While Wood brings youth with an upside worth monitoring, Randy Wells brings a few different positives of his own as another weapon of the Cubs new-found rotational depth. Wells is not only dirt-cheap and relatively young at 29, but he has been a perfectly adequate back-end of the rotation pitcher for the past three seasons. Over these years, he has compiled a 4.01 ERA and a serviceable 1.35 WHIP. He ain't a strike-out pitcher, but his walk rates are beneficial, and many teams in the Majors could do a Heck of a lot worse for a 5th starter than him. His career has been short and full of ups and downs, but the Cubs would be happy to earn some composite of what he's produced over his Cub tenure.
After Wells, the team has some lesser considerations to mull over. On top of Rodrigo Lopez potentially making the team, they have optioned the former Ray Andy Sonnanstine to their Triple-A affiliate. The two should only see time due to more serious rotation concerns, or in some long-relief role.
In so many words, some semblance of a collapse would have to occur before I want this franchise to be giving legitimate time to Lopez or Sonnanstine. They're not the worst options in the fifth spot in a pinch, but they don't really help the team in any regard.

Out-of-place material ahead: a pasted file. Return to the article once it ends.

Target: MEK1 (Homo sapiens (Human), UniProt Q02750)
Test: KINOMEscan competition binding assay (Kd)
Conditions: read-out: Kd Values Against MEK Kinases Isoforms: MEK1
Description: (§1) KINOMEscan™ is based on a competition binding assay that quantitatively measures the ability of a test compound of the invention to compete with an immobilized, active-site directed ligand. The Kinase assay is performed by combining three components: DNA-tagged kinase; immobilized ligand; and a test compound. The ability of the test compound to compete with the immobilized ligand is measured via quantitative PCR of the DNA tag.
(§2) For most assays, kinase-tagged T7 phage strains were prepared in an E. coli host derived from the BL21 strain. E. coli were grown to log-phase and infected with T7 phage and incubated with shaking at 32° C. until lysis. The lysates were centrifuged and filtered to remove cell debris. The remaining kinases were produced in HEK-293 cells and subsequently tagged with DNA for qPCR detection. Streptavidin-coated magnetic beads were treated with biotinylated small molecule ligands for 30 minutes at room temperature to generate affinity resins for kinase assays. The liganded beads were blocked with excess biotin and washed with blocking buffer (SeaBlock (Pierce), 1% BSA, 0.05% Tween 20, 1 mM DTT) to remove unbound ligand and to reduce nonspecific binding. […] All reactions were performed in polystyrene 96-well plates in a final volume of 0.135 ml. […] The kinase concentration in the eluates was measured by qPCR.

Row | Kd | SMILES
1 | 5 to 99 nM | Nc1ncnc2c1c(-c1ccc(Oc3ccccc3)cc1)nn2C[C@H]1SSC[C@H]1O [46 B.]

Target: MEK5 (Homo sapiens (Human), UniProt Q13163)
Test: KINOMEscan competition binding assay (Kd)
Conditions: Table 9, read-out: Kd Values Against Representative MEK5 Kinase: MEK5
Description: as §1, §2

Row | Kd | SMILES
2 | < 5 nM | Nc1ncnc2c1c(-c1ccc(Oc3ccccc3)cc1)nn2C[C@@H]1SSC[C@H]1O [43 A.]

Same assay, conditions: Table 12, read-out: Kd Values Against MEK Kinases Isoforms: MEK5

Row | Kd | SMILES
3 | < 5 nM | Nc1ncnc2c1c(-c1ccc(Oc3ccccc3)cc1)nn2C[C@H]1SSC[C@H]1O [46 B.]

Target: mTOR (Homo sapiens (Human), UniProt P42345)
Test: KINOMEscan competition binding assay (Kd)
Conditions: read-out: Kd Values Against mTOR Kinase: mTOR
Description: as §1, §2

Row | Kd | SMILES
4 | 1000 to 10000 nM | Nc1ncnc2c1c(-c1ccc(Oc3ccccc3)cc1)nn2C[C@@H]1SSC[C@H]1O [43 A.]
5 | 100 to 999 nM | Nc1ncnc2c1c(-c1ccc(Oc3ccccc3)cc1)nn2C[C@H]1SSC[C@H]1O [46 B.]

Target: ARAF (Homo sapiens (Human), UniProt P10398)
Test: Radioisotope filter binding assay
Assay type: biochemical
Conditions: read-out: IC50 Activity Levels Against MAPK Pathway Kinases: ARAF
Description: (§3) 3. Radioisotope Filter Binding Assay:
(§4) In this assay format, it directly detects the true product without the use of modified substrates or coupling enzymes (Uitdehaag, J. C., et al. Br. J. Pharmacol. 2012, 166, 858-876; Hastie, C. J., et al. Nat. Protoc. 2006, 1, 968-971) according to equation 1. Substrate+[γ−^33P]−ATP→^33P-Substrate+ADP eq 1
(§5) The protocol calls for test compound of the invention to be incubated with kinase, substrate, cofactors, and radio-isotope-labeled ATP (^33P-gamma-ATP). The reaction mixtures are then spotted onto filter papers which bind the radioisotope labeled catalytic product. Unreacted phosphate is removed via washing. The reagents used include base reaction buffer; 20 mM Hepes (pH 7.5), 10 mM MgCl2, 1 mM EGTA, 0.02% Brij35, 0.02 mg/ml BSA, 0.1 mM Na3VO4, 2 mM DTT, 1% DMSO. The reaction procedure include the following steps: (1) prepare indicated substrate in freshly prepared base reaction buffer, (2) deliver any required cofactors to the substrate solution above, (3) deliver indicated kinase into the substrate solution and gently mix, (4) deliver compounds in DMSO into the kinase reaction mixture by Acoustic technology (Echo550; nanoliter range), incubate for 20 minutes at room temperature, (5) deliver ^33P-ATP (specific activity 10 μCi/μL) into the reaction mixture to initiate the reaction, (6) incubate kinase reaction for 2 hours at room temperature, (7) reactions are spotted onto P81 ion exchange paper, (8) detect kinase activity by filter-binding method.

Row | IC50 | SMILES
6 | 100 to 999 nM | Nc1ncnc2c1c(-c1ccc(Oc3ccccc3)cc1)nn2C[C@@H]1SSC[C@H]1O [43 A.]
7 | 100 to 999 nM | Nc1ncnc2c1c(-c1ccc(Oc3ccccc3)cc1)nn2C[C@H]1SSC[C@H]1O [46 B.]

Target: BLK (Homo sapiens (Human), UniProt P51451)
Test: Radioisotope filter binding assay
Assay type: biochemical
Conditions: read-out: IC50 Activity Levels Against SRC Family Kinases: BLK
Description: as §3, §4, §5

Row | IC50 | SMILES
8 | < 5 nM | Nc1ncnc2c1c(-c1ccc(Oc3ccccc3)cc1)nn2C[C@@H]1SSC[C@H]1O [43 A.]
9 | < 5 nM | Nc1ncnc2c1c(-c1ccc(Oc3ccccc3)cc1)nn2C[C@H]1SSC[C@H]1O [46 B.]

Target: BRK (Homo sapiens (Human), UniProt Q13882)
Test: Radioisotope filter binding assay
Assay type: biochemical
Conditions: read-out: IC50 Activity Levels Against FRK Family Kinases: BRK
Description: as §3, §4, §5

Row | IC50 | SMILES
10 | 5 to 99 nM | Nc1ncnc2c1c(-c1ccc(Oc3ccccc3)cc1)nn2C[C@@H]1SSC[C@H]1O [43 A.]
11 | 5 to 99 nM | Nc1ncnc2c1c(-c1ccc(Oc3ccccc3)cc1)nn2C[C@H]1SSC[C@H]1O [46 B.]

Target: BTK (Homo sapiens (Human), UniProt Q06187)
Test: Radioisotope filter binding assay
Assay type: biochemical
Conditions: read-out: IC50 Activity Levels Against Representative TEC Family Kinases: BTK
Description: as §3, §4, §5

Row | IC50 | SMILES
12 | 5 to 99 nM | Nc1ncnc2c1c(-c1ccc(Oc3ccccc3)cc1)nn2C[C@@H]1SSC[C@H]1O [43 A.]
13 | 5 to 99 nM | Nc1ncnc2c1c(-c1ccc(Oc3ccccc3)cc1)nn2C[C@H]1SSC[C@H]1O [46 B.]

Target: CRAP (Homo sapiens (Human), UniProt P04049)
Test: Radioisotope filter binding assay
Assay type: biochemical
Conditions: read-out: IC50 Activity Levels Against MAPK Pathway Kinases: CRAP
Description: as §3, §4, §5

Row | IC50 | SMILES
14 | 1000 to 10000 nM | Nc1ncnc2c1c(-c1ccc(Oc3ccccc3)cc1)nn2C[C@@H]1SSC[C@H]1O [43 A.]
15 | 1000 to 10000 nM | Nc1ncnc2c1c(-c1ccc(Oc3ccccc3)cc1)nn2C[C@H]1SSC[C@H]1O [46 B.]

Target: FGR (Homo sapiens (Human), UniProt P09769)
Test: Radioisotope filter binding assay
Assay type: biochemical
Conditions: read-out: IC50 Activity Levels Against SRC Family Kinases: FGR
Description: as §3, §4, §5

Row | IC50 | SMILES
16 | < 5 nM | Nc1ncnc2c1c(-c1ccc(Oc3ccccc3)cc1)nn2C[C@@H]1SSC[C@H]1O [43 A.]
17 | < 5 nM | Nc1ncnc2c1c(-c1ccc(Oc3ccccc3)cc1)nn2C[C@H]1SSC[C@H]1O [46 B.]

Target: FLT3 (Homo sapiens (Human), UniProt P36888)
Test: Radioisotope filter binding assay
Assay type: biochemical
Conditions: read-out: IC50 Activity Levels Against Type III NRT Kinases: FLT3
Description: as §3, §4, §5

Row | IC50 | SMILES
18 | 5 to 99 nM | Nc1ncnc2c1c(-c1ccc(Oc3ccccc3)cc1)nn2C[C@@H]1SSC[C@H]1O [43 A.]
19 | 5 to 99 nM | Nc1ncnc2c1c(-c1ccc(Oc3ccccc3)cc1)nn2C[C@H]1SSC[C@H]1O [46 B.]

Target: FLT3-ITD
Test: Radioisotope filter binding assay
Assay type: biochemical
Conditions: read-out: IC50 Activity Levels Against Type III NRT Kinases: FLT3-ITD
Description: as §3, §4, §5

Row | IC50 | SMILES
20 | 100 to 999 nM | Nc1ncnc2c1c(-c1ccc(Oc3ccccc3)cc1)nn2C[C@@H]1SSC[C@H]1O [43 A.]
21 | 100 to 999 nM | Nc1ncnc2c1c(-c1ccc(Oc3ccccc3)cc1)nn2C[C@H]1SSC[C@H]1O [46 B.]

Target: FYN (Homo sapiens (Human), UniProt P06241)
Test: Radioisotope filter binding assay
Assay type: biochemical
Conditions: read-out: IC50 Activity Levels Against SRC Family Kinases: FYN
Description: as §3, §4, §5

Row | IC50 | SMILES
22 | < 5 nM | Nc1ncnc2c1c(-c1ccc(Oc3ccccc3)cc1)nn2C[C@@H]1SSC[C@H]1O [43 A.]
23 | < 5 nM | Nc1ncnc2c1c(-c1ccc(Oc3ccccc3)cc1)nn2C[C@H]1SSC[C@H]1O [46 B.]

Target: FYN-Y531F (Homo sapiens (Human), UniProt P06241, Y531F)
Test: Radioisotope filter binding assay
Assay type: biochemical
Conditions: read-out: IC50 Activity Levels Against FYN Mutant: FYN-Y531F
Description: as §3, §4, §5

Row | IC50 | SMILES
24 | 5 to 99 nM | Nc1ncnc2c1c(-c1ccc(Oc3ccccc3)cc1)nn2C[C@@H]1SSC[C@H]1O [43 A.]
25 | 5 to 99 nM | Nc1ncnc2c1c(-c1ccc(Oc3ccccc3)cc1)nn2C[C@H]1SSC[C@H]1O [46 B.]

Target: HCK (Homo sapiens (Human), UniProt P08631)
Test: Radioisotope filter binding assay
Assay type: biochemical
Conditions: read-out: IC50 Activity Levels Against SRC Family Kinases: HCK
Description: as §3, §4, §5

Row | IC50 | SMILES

You might infer that I'm not a fan of them. You'd be right. How observant of you. You must be Sherlock Holmes with such deductive skill, or at least Watson.
All in all, even when it comes to the end of the line, the team has done a lot to be prepared for all situations. They have many more prospects that could all see time in the second half of the season as well. They have the upside, they have the durability and they have passionate and steadfast cogs in place.
Whether or not everything will mesh remains to be seen, but there should be something worth viewing every game of the year on the mound, and for that Cubs fans can keep their hope alive. To a degree.